2 out of 4 stars
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The Lost Identity Casualties's worse flaw from the get-go is its protagonist. Matthias Callaghan III is smarter than everyone else, wittier than everyone else, always a step ahead, always ready, always fully aware of how his enemies will react. He doesn't begin this way since he can't quite remember who he is or what happened to him, but once his memories are restored, no one can beat him.
The book's first pages are interesting enough, with a mystery being laid out from the very start: What happened to the wounded man restrained to a hospital bed, and why is he bandaged up? Why won't his nurses and doctors answer his question? Is he being kept in that bedroom against his will? Is the woman who visits him truly his wife, or merely taking advantage of the fact that he has lost his memory?
The mystery begins to unravel slowly yet steadily, and in doing so, every character turns into a fool except for the person we're supposed to root for: Matthias. The doctors forget a fundamental fact anyone would have remembered; the evildoers suddenly can't match Matthias' unparalleled brilliance, and the person who got him in this whole mess is revealed to be a bumbling coward. It's all very convenient, and all the pieces seem to fall into place so that the revenge plot being orchestrated by the hero works to perfection.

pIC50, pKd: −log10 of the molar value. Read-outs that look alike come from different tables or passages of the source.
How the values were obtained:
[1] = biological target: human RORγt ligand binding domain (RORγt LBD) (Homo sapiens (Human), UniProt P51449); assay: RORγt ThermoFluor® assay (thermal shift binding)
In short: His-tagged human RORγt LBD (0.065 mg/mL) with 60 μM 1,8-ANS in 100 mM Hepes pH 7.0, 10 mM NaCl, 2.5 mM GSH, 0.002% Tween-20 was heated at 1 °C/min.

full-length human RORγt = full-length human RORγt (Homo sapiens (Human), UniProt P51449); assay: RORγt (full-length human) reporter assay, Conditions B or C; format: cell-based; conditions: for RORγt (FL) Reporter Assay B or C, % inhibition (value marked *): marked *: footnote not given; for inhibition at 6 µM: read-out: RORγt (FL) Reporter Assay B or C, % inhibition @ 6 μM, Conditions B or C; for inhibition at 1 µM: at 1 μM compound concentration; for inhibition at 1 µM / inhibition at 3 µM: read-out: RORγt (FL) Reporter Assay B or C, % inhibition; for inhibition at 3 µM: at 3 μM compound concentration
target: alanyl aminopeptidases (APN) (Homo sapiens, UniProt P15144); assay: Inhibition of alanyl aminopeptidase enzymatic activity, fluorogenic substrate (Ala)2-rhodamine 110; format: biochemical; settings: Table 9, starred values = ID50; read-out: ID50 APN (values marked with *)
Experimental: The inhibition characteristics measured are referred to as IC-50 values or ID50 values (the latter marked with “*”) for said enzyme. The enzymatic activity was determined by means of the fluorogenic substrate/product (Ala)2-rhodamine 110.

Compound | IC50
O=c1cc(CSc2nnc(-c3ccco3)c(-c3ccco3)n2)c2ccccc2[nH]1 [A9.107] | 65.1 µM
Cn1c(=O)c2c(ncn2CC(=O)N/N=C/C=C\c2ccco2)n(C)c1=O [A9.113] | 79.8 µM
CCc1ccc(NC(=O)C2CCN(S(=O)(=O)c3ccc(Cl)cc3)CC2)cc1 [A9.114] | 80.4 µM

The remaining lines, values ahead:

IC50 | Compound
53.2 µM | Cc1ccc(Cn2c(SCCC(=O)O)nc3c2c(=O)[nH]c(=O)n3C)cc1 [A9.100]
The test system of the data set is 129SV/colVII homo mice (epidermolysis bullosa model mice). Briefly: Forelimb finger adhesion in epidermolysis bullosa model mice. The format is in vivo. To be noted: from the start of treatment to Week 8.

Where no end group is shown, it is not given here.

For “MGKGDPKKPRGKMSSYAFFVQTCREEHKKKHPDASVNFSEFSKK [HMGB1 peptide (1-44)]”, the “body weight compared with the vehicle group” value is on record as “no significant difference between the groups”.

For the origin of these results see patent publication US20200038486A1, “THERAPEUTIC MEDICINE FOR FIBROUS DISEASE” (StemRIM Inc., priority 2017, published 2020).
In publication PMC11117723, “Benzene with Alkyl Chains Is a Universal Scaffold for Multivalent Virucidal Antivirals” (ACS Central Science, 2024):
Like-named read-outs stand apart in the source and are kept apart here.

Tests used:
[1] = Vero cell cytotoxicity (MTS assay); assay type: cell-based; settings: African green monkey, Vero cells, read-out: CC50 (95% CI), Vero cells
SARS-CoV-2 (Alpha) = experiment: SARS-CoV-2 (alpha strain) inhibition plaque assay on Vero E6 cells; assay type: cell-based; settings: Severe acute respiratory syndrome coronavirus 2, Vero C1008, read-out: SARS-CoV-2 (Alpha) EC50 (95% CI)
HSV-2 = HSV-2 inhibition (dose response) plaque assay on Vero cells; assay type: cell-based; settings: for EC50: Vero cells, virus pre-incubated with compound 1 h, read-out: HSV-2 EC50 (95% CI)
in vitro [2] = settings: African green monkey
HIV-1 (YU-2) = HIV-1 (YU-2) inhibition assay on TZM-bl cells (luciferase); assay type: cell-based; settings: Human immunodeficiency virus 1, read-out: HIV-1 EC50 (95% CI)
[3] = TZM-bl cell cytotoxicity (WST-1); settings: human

That being said, I enjoyed The Lost Identity Casualties far more than I imagined I would. Matthias can be annoying at times, but he is a man who gives up everything he owns and loves to execute his vendetta. Seeing his plan come into play is inexplicably satisfying.
Kim Ekemar, The Lost Identity Casualties's author, jumps from the first-person point of view to the more usual third-person description of events with relative ease, which I found refreshing. The characters can be a bit shallow, and their motivations explained too plainly for even the most dim-witted reader to comprehend, yet I enjoyed discovering their backstories and what makes them tick.
Overall, I liked this book, even if I was annoyed by the author's habit of having his villains make dubious mistakes so that Matthias may benefit from these blunders. For these reasons and the frequent -if usually small- grammar mistakes, I rate The Lost Identity Casualties 2 out of 4 stars. It is a recommendable book for those fascinated by revenge, mystery, and gory details but not the general public. Probably not a good fit for younger audiences.
The Lost Identity Casualties
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